Fishermen in Lapsset zones demand more compensation

Monday July 16 2018

Fishermen in Lamu have complained about the Lapsset project. PHOTO | FILE | NATION MEDIA GROUP


At least 5,000 fishermen displaced by the ongoing construction of the Lamu Port South Sudan Ethiopia Transport (Lapsset) project are now calling on the national government to raise the compensation money from Sh1.76 billion to at least Sh3 billion.

On May 1 this year, the Malindi High Court directed the national government to compensate the fishermen Sh1.76 billion after it ruled that the project failed to meet basic constitutional and legal requirements.

The court ruled that the government violated the community’s cultural rights and the right to a clean and healthy environment when they started the project.


Speaking in Lamu on Sunday through their spokesperson Mohamed Athman, the fishermen said the Sh1.76 billion - which is expected to be shared among the 5,000 fishermen affected by the project - is not enough.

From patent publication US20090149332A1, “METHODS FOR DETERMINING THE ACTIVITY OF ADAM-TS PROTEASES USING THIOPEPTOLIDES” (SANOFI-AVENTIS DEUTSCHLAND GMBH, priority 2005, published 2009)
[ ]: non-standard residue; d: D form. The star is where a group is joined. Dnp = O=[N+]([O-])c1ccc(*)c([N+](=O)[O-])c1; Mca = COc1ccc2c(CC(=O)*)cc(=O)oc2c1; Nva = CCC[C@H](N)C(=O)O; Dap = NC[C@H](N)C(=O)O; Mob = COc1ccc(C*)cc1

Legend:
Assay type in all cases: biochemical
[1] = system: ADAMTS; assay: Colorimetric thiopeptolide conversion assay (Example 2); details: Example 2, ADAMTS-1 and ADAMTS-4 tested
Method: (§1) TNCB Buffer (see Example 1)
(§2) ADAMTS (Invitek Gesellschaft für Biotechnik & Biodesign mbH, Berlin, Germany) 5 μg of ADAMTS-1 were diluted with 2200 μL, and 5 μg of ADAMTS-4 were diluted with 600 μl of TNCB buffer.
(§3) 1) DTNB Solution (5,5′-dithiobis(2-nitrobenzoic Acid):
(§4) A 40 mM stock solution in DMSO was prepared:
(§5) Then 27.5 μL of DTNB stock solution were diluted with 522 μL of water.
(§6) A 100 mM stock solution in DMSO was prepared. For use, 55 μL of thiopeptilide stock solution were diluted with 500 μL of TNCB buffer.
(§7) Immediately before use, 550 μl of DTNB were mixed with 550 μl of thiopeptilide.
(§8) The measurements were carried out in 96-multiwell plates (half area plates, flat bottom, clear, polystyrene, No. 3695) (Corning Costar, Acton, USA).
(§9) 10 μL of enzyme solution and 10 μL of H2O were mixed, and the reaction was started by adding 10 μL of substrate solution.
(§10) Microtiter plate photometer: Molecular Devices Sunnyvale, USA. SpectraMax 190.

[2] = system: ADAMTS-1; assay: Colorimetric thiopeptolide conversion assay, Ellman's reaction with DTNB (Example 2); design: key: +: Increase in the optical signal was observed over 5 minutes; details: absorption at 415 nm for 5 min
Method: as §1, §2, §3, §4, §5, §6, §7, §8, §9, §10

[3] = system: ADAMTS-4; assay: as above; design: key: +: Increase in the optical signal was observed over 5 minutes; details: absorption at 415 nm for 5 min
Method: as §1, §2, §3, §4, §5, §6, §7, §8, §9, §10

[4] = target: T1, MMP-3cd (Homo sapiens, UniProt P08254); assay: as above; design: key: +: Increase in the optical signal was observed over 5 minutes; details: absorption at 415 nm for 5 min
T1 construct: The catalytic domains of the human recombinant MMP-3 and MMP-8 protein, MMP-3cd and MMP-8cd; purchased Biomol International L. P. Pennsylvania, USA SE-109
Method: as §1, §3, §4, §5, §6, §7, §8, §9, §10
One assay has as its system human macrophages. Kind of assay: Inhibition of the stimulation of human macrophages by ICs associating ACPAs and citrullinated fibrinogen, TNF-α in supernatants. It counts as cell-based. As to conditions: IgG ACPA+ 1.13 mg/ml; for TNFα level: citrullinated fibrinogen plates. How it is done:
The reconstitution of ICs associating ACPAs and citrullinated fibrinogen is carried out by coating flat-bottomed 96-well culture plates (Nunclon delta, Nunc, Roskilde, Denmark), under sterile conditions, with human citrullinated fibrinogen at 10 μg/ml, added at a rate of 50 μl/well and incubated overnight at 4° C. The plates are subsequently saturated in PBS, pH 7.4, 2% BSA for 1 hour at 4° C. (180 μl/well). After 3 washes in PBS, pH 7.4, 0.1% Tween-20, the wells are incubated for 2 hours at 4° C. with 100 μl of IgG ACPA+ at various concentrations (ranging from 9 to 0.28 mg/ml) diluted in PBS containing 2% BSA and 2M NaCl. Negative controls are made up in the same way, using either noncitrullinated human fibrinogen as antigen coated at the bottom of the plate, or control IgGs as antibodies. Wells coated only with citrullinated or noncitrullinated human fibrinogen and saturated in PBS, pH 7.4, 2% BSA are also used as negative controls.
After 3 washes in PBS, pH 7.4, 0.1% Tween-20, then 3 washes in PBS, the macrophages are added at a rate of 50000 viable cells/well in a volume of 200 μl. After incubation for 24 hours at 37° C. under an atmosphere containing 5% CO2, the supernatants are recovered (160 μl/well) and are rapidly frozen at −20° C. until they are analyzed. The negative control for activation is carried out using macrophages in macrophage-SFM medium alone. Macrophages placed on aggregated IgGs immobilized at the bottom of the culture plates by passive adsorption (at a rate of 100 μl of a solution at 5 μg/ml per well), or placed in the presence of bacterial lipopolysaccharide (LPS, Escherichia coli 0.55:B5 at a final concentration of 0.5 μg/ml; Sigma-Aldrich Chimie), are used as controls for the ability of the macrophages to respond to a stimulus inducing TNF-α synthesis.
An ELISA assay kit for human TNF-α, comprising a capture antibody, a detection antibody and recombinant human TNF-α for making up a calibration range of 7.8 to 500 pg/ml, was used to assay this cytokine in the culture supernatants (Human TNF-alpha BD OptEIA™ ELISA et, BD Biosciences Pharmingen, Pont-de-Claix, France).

Mr Athman said with the Sh1.76 billion compensation, each fisherman stands to get Sh352,000.


"That is too little compensation for an entire livelihood that would have fetched millions for each of us in returns.

"We urge the government to increase the cash from Sh1.76 billion to Sh3 billion so that each of us can get at least Sh600,000. With such an amount, we will be able to start other ventures to sustain our lives," Mr Athman said.

READ: Lamu fishers net Sh1.7bn - VIDEO

READ: Lapsset has denied us cultural rights, Lamu fishermen tell court


The fishermen also asked the government to ensure proper identification and verification of all the genuine fishermen affected by the project before the cash is released.

“We have seen a scenario where compensation monies are given to fake individuals at the expense of genuine beneficiaries. We urge the government to ensure proper identification and vetting of the genuine fishermen before the cash is released,” Mr Mohamed Mbwana said.

He also called on the government to speed up the compensation, insisting that continued delay paves way for con men to infiltrate the process.


Meanwhile, community-based organisations in the county have called on the government to invite financial experts to hold talks with the fishermen expecting compensation before the money is released.

Activists drawn from Save Lamu, Lamu Youth Alliance and Lamu Marine Forum have been fighting for the rights of the fishermen.

Lamu Youth Alliance chairman Walid Ahmed said it is important for the fishermen to get financial advice on how to put the compensation money to good use.

“Before the fishermen receive the money, the government should help each of them come up with a plan of what they intend to do,” he advised.